We also keep our comment section open, fostering dialogue and a sense of community. The comments are crucial in replicating the oral storytelling traditions we have while creating opportunities for our audience to comfortably express themselves, when most Syrians have learnt not to. With a diverse audience — Syrians around the world (including in Syria), as well as thousands of non Syrians following our page — the comments section allows us to connect.
Speaking of Syrians in the country, how do you ensure Mashrou Wanaqba is accessible, especially in the face of electricity shortages and restricted Internet access?
Around 30% of our followers are currently in Syria. We have some content that is curated specifically for the diaspora, while some is curated for those in Syria. We are a strictly bilingual page, which is important in reaching as many Syrians as possible.
In some cases, consulting with our team members in Syria is very important in understanding challenges in real-time, so that we can adapt. For example, we’ve learned that accessing Zoom calls requires a virtual private network, so we are currently looking for alternative services for our Dardasheh sessions, wherein we discuss mental health issues specific to being displaced or in conflict.
The team in Syria also helps us put together information about the country for the diaspora. In terms of electricity cuts, the Syria-based team did a series of posts describing them and the challenges that accompany them that were extremely well-received by our audience. They also help us understand what could be politically polarising or problematic, I credit them for helping us navigate our way to avoid any issues.
Can you tell us a little bit more about your Dardasheh sessions? I’m curious as to how they’re facilitated and whether they’ve been received well by your following.
There are various different types of mental health issues that Syrians are struggling with. In many households, they are not addressed. There’s a sense of stigma attached, which we’re trying to break with the Dardasheh sessions.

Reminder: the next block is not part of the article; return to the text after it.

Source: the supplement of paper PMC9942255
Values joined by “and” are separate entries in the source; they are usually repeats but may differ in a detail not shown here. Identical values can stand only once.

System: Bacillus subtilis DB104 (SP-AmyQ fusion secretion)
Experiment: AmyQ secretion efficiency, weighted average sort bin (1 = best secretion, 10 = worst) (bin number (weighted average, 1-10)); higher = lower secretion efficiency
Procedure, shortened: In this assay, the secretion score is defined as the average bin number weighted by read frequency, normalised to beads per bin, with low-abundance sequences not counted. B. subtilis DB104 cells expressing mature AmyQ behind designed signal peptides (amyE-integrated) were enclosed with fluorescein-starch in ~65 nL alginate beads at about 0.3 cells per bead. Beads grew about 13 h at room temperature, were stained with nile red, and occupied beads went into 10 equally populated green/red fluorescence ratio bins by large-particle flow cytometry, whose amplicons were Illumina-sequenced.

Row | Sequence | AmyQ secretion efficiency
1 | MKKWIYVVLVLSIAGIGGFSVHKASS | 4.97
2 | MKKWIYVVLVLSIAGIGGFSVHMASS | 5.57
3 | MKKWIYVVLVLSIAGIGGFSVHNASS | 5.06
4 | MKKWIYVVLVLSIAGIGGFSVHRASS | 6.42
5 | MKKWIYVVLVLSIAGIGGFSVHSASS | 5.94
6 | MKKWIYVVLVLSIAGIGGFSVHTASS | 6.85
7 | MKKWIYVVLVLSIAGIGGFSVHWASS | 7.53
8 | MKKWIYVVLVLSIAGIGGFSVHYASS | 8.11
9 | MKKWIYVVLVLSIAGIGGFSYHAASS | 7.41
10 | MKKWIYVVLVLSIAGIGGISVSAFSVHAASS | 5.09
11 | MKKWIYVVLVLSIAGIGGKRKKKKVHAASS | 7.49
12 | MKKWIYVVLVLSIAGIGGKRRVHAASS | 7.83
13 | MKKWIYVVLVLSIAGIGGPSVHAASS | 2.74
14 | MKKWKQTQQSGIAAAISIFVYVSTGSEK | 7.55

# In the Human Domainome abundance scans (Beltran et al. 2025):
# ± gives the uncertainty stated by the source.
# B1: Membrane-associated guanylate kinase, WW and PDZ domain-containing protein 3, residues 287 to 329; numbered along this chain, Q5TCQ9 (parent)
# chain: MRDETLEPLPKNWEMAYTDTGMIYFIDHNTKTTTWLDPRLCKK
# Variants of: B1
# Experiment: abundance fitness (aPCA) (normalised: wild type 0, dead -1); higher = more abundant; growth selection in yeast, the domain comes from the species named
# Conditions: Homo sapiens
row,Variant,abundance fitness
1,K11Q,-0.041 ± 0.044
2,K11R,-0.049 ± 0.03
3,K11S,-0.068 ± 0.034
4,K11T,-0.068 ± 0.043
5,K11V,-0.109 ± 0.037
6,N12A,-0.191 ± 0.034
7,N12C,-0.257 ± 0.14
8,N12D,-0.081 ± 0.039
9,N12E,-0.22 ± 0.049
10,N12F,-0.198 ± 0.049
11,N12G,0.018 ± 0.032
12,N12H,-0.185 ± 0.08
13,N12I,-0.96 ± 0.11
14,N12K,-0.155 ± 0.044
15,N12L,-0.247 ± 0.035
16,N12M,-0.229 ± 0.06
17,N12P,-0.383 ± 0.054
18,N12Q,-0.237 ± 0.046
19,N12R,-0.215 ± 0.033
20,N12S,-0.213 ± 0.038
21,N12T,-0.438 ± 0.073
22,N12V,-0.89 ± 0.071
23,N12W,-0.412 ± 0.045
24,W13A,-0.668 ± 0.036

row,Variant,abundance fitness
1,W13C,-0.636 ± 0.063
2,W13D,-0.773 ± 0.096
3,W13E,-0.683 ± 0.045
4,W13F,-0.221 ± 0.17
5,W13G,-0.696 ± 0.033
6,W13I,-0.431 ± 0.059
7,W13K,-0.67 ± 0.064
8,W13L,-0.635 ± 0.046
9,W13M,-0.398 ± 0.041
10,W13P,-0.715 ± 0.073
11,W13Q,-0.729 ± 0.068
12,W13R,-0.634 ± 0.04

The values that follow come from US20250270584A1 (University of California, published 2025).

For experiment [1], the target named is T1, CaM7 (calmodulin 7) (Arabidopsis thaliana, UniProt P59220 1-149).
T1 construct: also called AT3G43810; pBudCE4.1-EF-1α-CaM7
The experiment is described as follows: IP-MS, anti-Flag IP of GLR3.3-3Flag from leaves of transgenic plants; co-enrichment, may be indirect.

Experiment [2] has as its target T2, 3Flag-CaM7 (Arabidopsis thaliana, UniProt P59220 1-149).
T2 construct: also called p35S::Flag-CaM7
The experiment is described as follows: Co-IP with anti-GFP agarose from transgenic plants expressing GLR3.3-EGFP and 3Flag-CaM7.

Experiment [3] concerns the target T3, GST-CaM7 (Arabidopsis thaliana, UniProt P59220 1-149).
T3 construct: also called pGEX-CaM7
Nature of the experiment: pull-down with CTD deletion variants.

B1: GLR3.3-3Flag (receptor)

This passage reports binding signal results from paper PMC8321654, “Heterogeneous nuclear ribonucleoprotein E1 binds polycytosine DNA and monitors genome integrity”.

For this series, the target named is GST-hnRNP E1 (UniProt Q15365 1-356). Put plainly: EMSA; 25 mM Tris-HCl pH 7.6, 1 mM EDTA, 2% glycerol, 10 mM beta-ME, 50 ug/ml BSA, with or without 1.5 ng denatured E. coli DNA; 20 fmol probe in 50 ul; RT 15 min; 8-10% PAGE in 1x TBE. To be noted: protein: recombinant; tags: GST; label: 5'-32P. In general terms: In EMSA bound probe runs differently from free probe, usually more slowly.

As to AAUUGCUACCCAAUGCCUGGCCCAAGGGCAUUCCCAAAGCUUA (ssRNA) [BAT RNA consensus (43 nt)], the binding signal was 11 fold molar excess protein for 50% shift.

Dardasheh essentially means having a conversation or catching up. They’re biweekly virtual calls, wherein we have a psychosocial specialist facilitating a conversation. She’s a Syrian in France who specialises in the psychological impact that immigration can have — whether that be finding ways to stay connected to your home culture, assimilating in a new country, etc.
They’ve been extremely well-received, and we often have the same people joining multiple sessions! This definitely makes the space feel more intimate, and it feels like everyone from the Mashrou Wanabqa community can trust one another.
Finally, what do you hope that people take away from everything that Mashrou Wanaqba does?
Syria is an extremely diverse society, but many people are unaware of the true depths of this diversity. I’d like to see a transition from tolerating diversity to a sense of co-existence. Right now, many Syrians are merely tolerant of “the other”— tolerance implies a sense of hierarchy, a judgement that one way of being is better than the other. Co-existence, on the other hand, is the sharing of space without judgement and without hatred. Through our work, I hope that people are learning more about each other, their common roots, and about their shared humanity.
Interview by Vedika Mandapati